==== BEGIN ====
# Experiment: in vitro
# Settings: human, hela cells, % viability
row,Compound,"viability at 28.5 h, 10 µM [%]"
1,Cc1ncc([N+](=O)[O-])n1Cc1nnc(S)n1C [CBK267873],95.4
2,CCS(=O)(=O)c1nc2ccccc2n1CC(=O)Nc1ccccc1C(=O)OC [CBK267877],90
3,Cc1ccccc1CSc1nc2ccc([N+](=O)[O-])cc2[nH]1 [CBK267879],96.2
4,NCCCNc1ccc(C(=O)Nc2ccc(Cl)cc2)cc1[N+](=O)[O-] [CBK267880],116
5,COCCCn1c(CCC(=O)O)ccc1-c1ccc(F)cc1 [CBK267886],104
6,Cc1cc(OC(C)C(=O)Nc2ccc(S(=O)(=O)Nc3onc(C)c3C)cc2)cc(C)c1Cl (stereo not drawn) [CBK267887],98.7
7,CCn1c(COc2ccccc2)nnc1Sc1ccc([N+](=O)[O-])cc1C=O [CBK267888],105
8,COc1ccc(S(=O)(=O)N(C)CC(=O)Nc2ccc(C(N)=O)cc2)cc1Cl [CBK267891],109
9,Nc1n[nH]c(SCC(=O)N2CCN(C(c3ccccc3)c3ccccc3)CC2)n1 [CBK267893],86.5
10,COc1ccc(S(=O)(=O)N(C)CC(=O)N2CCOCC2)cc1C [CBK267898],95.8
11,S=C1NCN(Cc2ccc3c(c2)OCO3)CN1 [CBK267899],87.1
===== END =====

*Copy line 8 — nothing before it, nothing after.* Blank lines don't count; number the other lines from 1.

5,COCCCn1c(CCC(=O)O)ccc1-c1ccc(F)cc1 [CBK267886],104